Cells of the body are decorated with a variety of carbohydrates (sugars) that serve diverse functions. Alterations in the presence of these sugars are associated with a number of human diseases, including familial tumoral calcinosis and various cancers. To better understand how alterations in glycosylation contribute to disease onset and progression, Dr. Ten Hagen’s group studies how sugar addition (O-glycosylation) is regulated and how it influences basic biological processes. Using Drosophila models, the group has demonstrated that O-glycosylation is an essential modification that is required in specific cells and tissues during development. Current research is directed at further defining the role this protein modification plays in secretion, secretory vesicle formation, cell adhesion, and cell signaling in both Drosophila and mammals. Ultimately, the aim is to elucidate how O-glycosylation regulates key cellular processes during development and disease.
Dr. Kelly Ten Hagen received a B.S. from Cornell University (with distinction and honors) and earned a Ph.D. in genetics at Stanford University. Dr. Ten Hagen has served as an editorial board member for The Journal of Biological Chemistry and for Glycobiology. She currently serves on the Board of Reviewing Editors for eLife and as a Council Member for the American Society for Biochemistry and Molecular Biology (ASBMB). She is a founding member of the Women in Biochemistry and Molecular Biology Committee within the ASBMB. Dr. Ten Hagen is an elected Fellow of the American Association for the Advancement of Science (AAAS). She was the co-recipient of the NIH Equity, Diversity and Inclusion Award in 2019 and received NIH Director’s Awards in 2019 and 2021 for her work promoting women and addressing structural racism in science. She has previously served on the NIH Central Tenure Committee and as the Chair of the NIH Women Scientists Advisors Committee (WSA). She currently serves on the NIH Board of Scientific Directors, the NIH UNITE Committee, the NIH Anti-Racism Steering Committee, the NIH Anti-Harassment Steering Committee and the NIH WSA. Dr. Ten Hagen’s lab studies the enzyme family and factors that regulate protein O-glycosylation and how this conserved protein modification influences organ development and function, to better understand how aberrations contribute to disease.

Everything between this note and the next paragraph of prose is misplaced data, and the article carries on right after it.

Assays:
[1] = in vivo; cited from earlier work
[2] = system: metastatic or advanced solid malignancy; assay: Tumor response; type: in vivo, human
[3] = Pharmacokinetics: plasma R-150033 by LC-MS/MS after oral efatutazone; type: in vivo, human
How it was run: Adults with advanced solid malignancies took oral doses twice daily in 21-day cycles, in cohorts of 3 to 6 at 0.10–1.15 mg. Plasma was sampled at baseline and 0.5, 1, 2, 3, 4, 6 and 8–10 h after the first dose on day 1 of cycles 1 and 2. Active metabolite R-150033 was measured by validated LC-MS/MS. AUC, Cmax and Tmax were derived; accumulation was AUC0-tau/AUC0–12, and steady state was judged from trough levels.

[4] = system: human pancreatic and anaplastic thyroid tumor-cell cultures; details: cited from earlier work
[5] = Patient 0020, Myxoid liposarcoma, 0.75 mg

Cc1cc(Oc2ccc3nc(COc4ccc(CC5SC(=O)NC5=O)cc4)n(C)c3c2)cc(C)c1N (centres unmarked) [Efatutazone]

- Syed ZA, Zhang L, Tran DT, Bleck CKE, Ten Hagen KG. Regulated Restructuring of Mucins During Secretory Granule Maturation In Vivo. Proc Natl Acad Sci U S A. 2022;119(43):e2209750119.
- Zhang L, Mann M, Syed ZA, Reynolds HM, Tian E, Samara NL, Zeldin DC, Tabak LA, Ten Hagen KG. Furin cleavage of the SARS-CoV-2 spike is modulated by O-glycosylation. Proc Natl Acad Sci U S A. 2021;118(47).
- Tian E, Wang S, Zhang L, Zhang Y, Malicdan MC, Mao Y, Christoffersen C, Tabak LA, Schjoldager KT, Ten Hagen KG. Galnt11 regulates kidney function by glycosylating the endocytosis receptor megalin to modulate ligand binding. Proc Natl Acad Sci U S A. 2019;116(50):25196-25202.
- Reynolds HM, Zhang L, Tran DT, Ten Hagen KG. Tango1 coordinates the formation of endoplasmic reticulum/Golgi docking sites to mediate secretory granule formation. J Biol Chem. 2019;294(51):19498-19510.
- Ji S, Samara NL, Revoredo L, Zhang L, Tran DT, Muirhead K, Tabak LA, Ten Hagen KG. A molecular switch orchestrates enzyme specificity and secretory granule morphology. Nat Commun. 2018;9(1):3508.
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This page was last updated on Tuesday, November 14, 2023